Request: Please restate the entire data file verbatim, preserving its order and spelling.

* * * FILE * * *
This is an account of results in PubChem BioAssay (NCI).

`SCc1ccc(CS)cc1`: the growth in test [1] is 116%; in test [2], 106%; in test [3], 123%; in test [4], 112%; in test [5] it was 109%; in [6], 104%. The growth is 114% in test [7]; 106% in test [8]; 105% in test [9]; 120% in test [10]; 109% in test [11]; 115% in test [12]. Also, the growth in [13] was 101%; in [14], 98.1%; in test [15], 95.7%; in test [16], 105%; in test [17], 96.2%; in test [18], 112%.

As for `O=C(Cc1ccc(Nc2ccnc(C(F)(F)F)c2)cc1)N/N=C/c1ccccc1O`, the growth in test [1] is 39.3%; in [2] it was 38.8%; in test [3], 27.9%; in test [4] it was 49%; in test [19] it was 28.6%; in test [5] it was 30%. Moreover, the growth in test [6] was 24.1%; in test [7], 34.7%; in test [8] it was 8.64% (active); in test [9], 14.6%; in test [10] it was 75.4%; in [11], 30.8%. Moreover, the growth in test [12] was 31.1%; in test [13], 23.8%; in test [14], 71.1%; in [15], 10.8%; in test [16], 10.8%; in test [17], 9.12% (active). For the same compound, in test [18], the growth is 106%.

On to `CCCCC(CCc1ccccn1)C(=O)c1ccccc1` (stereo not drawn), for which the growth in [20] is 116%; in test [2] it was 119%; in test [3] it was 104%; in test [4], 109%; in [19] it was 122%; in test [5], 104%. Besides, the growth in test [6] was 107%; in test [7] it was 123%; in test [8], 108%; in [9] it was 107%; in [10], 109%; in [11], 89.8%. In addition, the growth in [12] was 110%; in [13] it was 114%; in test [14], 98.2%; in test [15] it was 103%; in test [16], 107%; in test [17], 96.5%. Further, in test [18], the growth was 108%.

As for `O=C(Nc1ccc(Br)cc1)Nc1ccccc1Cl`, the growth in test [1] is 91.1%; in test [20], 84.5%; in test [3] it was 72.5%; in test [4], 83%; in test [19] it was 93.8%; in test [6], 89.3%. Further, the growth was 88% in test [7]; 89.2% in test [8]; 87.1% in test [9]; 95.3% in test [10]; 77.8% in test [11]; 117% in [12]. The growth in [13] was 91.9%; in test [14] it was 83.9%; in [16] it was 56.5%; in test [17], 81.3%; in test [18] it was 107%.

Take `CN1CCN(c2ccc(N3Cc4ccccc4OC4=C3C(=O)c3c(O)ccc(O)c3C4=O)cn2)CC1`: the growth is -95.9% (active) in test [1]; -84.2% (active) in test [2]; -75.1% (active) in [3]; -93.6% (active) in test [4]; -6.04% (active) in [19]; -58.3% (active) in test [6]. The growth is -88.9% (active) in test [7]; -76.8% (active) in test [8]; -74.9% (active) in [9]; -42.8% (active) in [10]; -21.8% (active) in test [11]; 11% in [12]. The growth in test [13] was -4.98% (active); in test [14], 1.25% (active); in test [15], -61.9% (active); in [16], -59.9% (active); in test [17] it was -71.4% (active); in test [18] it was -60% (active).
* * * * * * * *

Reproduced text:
This is an account of results in PubChem BioAssay (NCI).

`SCc1ccc(CS)cc1`: the growth in test [1] is 116%; in test [2], 106%; in test [3], 123%; in test [4], 112%; in test [5] it was 109%; in [6], 104%. The growth is 114% in test [7]; 106% in test [8]; 105% in test [9]; 120% in test [10]; 109% in test [11]; 115% in test [12]. Also, the growth in [13] was 101%; in [14], 98.1%; in test [15], 95.7%; in test [16], 105%; in test [17], 96.2%; in test [18], 112%.

As for `O=C(Cc1ccc(Nc2ccnc(C(F)(F)F)c2)cc1)N/N=C/c1ccccc1O`, the growth in test [1] is 39.3%; in [2] it was 38.8%; in test [3], 27.9%; in test [4] it was 49%; in test [19] it was 28.6%; in test [5] it was 30%. Moreover, the growth in test [6] was 24.1%; in test [7], 34.7%; in test [8] it was 8.64% (active); in test [9], 14.6%; in test [10] it was 75.4%; in [11], 30.8%. Moreover, the growth in test [12] was 31.1%; in test [13], 23.8%; in test [14], 71.1%; in [15], 10.8%; in test [16], 10.8%; in test [17], 9.12% (active). For the same compound, in test [18], the growth is 106%.

On to `CCCCC(CCc1ccccn1)C(=O)c1ccccc1` (stereo not drawn), for which the growth in [20] is 116%; in test [2] it was 119%; in test [3] it was 104%; in test [4], 109%; in [19] it was 122%; in test [5], 104%. Besides, the growth in test [6] was 107%; in test [7] it was 123%; in test [8], 108%; in [9] it was 107%; in [10], 109%; in [11], 89.8%. In addition, the growth in [12] was 110%; in [13] it was 114%; in test [14], 98.2%; in test [15] it was 103%; in test [16], 107%; in test [17], 96.5%. Further, in test [18], the growth was 108%.

As for `O=C(Nc1ccc(Br)cc1)Nc1ccccc1Cl`, the growth in test [1] is 91.1%; in test [20], 84.5%; in test [3] it was 72.5%; in test [4], 83%; in test [19] it was 93.8%; in test [6], 89.3%. Further, the growth was 88% in test [7]; 89.2% in test [8]; 87.1% in test [9]; 95.3% in test [10]; 77.8% in test [11]; 117% in [12]. The growth in [13] was 91.9%; in test [14] it was 83.9%; in [16] it was 56.5%; in test [17], 81.3%; in test [18] it was 107%.

Take `CN1CCN(c2ccc(N3Cc4ccccc4OC4=C3C(=O)c3c(O)ccc(O)c3C4=O)cn2)CC1`: the growth is -95.9% (active) in test [1]; -84.2% (active) in test [2]; -75.1% (active) in [3]; -93.6% (active) in test [4]; -6.04% (active) in [19]; -58.3% (active) in test [6]. The growth is -88.9% (active) in test [7]; -76.8% (active) in test [8]; -74.9% (active) in [9]; -42.8% (active) in [10]; -21.8% (active) in test [11]; 11% in [12]. The growth in test [13] was -4.98% (active); in test [14], 1.25% (active); in test [15], -61.9% (active); in [16], -59.9% (active); in test [17] it was -71.4% (active); in test [18] it was -60% (active).